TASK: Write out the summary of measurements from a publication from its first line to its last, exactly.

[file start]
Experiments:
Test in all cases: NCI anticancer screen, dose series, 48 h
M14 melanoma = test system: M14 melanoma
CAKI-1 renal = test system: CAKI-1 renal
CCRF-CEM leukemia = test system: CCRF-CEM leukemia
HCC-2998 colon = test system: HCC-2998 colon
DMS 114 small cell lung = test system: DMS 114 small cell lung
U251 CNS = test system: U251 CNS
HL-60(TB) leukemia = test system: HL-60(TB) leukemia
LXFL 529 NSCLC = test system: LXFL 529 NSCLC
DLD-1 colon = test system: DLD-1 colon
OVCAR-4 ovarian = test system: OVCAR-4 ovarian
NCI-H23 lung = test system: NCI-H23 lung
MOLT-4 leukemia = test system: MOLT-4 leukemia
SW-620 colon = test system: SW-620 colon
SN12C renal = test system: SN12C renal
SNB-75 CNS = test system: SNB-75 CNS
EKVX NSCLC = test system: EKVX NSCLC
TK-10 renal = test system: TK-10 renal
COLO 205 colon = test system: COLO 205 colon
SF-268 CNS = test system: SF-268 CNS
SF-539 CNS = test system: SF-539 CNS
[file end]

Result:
Experiments:
Test in all cases: NCI anticancer screen, dose series, 48 h
M14 melanoma = test system: M14 melanoma
CAKI-1 renal = test system: CAKI-1 renal
CCRF-CEM leukemia = test system: CCRF-CEM leukemia
HCC-2998 colon = test system: HCC-2998 colon
DMS 114 small cell lung = test system: DMS 114 small cell lung
U251 CNS = test system: U251 CNS
HL-60(TB) leukemia = test system: HL-60(TB) leukemia
LXFL 529 NSCLC = test system: LXFL 529 NSCLC
DLD-1 colon = test system: DLD-1 colon
OVCAR-4 ovarian = test system: OVCAR-4 ovarian
NCI-H23 lung = test system: NCI-H23 lung
MOLT-4 leukemia = test system: MOLT-4 leukemia
SW-620 colon = test system: SW-620 colon
SN12C renal = test system: SN12C renal
SNB-75 CNS = test system: SNB-75 CNS
EKVX NSCLC = test system: EKVX NSCLC
TK-10 renal = test system: TK-10 renal
COLO 205 colon = test system: COLO 205 colon
SF-268 CNS = test system: SF-268 CNS
SF-539 CNS = test system: SF-539 CNS